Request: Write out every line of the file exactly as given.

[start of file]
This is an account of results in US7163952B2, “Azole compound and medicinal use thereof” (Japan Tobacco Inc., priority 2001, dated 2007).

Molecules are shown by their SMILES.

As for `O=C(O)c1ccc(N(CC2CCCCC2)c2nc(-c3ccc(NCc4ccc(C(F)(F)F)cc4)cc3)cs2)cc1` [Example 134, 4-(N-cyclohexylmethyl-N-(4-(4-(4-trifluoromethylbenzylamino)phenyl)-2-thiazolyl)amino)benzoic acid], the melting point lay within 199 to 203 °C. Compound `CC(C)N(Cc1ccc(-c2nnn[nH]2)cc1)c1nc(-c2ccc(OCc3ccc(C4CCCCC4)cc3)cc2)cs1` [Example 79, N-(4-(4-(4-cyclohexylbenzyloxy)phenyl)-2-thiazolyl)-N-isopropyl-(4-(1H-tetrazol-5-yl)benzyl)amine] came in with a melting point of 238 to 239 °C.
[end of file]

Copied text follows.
This is an account of results in US7163952B2, “Azole compound and medicinal use thereof” (Japan Tobacco Inc., priority 2001, dated 2007).

Molecules are shown by their SMILES.

As for `O=C(O)c1ccc(N(CC2CCCCC2)c2nc(-c3ccc(NCc4ccc(C(F)(F)F)cc4)cc3)cs2)cc1` [Example 134, 4-(N-cyclohexylmethyl-N-(4-(4-(4-trifluoromethylbenzylamino)phenyl)-2-thiazolyl)amino)benzoic acid], the melting point lay within 199 to 203 °C. Compound `CC(C)N(Cc1ccc(-c2nnn[nH]2)cc1)c1nc(-c2ccc(OCc3ccc(C4CCCCC4)cc3)cc2)cs1` [Example 79, N-(4-(4-(4-cyclohexylbenzyloxy)phenyl)-2-thiazolyl)-N-isopropyl-(4-(1H-tetrazol-5-yl)benzyl)amine] came in with a melting point of 238 to 239 °C.